Since its creation as part of the Energy Policy Act of 2005 (“EPAct”), the §179D deduction for energy-efficient commercial buildings has generated significant savings for taxpayers while advancing sustainability efforts in the U.S. However, this important tax incentive has never been a permanent part of the tax code and instead has repeatedly lapsed, only to be renewed on a temporary basis. Currently, the §179D deduction is due to expire on December 31, 2016. Although there is a chance that it will be renewed, eligible taxpayers should act swiftly to implement energy-efficient upgrades that qualify for the deduction.
Section 179D is available to owners of new or existing commercial buildings, as well as the primary designers—such as architects, engineers, and contractors—of sustainable improvements to government-owned facilities. The deduction is worth up to $1.80 per square foot, or up to $0.60 per square foot for upgrades to HVAC systems, $0.60 for lighting, and $0.60 for the building envelope. Therefore, larger buildings yield greater tax savings.
To qualify for §179D, upgrades implemented in 2016 must exceed ASHRAE Standard 90.1-2007—as opposed to the less rigorous Standard 90.1-2001 that applied in previous years—by certain specified percentages. Projects must be certified by a third party using IRS-approved software. Here are some examples of energy efficiency measures that may satisfy the requirements of §179D:
Given the complexity of heating, ventilation and air conditioning (HVAC) systems, there are many ways to improve their efficiency. One way to accomplish this is by implementing a Building Management System, which typically records data about energy usage and conditions in the building and contains controls to manage consumption. For example, Building Management Systems may incorporate “smart” technologies that use varying amounts of energy based on occupancy levels in the building. These automated control systems are overwhelmingly better at improving energy efficiency than manual control by humans—even in buildings with newer, energy-saving HVAC units. Other ways to improve the energy efficiency of HVAC systems include:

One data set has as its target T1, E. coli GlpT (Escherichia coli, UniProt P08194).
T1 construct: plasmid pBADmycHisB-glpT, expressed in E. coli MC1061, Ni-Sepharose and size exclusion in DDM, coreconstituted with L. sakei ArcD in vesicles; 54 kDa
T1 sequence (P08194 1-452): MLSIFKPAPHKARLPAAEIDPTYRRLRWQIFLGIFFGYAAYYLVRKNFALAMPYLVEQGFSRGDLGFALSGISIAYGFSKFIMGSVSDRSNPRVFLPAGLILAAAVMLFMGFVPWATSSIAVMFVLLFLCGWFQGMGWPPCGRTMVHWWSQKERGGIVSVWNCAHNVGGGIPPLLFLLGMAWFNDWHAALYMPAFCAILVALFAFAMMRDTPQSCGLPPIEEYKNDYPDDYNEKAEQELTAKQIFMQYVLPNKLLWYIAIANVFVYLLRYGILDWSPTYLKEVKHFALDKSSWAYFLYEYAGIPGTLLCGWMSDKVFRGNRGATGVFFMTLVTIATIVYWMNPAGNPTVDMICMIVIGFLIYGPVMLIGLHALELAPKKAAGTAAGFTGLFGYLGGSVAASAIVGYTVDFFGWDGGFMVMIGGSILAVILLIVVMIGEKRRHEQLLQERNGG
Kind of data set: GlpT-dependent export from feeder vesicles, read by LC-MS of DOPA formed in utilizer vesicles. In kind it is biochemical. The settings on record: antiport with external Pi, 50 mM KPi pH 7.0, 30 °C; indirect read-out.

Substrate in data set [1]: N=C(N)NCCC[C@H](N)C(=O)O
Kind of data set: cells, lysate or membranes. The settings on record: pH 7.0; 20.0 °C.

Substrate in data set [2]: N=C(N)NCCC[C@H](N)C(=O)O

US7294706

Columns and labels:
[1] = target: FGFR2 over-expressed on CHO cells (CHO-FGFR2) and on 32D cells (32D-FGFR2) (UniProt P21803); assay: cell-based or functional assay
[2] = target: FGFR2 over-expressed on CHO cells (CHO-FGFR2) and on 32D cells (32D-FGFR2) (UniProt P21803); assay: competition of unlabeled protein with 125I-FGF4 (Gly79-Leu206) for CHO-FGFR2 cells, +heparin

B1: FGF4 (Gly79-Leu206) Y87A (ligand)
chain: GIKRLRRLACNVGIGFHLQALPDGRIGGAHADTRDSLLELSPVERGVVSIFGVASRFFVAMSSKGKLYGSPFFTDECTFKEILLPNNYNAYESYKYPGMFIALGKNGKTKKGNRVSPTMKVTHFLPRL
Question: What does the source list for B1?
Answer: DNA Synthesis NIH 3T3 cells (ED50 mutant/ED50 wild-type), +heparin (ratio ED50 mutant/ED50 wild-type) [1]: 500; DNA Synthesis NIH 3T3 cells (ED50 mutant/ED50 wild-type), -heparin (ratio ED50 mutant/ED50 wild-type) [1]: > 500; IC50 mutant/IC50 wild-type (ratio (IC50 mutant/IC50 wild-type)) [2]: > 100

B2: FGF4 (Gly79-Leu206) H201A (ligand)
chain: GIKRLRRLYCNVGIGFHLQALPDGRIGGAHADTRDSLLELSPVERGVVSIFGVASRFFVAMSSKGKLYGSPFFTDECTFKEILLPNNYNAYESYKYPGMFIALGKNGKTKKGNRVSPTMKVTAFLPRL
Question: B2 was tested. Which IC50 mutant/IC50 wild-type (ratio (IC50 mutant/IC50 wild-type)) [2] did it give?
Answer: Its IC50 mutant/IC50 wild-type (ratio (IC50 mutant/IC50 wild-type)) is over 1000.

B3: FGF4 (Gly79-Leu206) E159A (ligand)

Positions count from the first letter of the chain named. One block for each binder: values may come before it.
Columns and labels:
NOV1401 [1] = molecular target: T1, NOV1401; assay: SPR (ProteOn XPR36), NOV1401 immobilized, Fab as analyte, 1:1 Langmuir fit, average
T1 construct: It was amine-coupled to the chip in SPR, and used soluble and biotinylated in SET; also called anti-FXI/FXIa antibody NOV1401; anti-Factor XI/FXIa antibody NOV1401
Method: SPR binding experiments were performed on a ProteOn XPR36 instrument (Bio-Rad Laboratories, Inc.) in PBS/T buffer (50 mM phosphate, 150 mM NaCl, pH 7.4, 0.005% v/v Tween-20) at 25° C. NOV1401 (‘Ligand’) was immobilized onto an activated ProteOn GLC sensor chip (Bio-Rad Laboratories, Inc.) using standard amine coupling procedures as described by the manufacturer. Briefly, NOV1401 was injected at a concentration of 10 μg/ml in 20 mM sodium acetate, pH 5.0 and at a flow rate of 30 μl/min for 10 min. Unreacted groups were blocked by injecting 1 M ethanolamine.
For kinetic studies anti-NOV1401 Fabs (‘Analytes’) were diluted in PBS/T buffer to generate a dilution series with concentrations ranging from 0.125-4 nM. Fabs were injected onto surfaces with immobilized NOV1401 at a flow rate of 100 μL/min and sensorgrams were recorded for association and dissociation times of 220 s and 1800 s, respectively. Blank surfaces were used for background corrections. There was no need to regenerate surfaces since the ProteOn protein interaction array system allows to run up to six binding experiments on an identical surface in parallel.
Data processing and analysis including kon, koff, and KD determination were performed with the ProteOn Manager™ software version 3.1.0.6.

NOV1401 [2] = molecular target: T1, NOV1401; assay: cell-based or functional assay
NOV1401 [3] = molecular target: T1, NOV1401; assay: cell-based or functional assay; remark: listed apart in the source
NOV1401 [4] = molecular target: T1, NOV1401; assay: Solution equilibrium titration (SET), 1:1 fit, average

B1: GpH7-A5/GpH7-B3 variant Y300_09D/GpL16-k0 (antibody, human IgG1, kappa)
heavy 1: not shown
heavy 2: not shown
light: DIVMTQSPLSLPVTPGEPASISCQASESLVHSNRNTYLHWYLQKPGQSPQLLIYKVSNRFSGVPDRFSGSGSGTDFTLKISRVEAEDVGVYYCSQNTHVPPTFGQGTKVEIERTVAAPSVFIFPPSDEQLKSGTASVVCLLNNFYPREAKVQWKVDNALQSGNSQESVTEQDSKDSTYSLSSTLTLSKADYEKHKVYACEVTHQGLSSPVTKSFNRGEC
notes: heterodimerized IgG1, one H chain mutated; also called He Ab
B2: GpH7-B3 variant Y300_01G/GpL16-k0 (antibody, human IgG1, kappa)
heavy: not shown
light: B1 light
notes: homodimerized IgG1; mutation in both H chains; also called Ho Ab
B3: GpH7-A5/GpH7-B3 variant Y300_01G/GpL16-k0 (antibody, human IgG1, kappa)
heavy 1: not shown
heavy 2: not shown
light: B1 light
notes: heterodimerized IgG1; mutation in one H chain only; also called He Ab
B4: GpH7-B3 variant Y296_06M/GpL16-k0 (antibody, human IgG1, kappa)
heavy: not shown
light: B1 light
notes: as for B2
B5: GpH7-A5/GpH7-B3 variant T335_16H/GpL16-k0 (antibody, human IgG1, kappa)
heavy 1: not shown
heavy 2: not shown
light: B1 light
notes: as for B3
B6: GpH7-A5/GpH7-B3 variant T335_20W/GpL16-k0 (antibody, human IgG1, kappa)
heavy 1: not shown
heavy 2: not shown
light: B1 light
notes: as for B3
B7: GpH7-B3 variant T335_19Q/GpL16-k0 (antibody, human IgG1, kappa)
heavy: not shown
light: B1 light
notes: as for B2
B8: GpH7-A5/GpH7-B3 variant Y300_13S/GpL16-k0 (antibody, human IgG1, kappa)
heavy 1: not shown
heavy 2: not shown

- Geothermal systems
- Thermal energy storage
- Variable Refrigerant Flow (VRF) zoning
- Energy-efficient upgrades to a building’s hot water heaters
Replacing traditional incandescent lightbulbs with LEDs is one of the easiest steps that building owners can take to reduce energy consumption. Although LEDs are more expensive initially, they last longer than other bulbs and ultimately save money through lower utility costs. Additionally, building owners can offset the cost of installing LED lighting with the §179D deduction. Other ways to qualify for §179D through improvements to lighting systems include installation of timers, dimmers, and motion detectors. In most facilities, bi-level switching is required for §179D claims. Bi-level switching is a combination of manual and/or automatic controls that create two levels of lighting power—not including “off.” For example, occupancy sensors that dim or turn off some lights constitute bi-level switching, but sensors that turn off all of the lights in a space do not.
A building’s envelope—or the space between its conditioned interior and the outdoors—includes windows, doors, external walls, and more. The energy efficiency of the building envelope impacts that of other systems in the building. For instance, if a building is well-insulated, less energy will be required for heating and cooling. There are numerous §179D-eligible upgrades that may be made to the building envelope’s components. These include:
- Smart solar skylights
- Energy-harvesting wireless building automation controls
- Window films
- Low emissivity (low-e) glass
While the above improvements are excellent ways for building owners to enhance energy efficiency, it is crucial for taxpayers to consult with §179D experts to ensure that projects satisfy the requirements for seizing the deduction. As a leading third-party certifier for §179D claims, Capital Review Group has helped numerous clients save thousands of dollars while reducing their energy costs and creating more comfortable environments within their commercial buildings. This widely beneficial incentive is expiring soon—contact CRG today for a pro bono analysis!
(Sources: http://hotelexecutive.com/newswire/39615/financing-hvac-and-building-controls-with-179d-deductions, https://enewsletters.constructionexec.com/managingyourbusiness/2012/11/going-green-with-the-179d-tax-deduction/, http://www1.eere.energy.gov/buildings/publications/pdfs/corporate/commercial_tax_179d_faqs.pdf, https://www.iea.org/publications/freepublications/publication/technology-roadmap-energy-efficient-building-envelopes.html).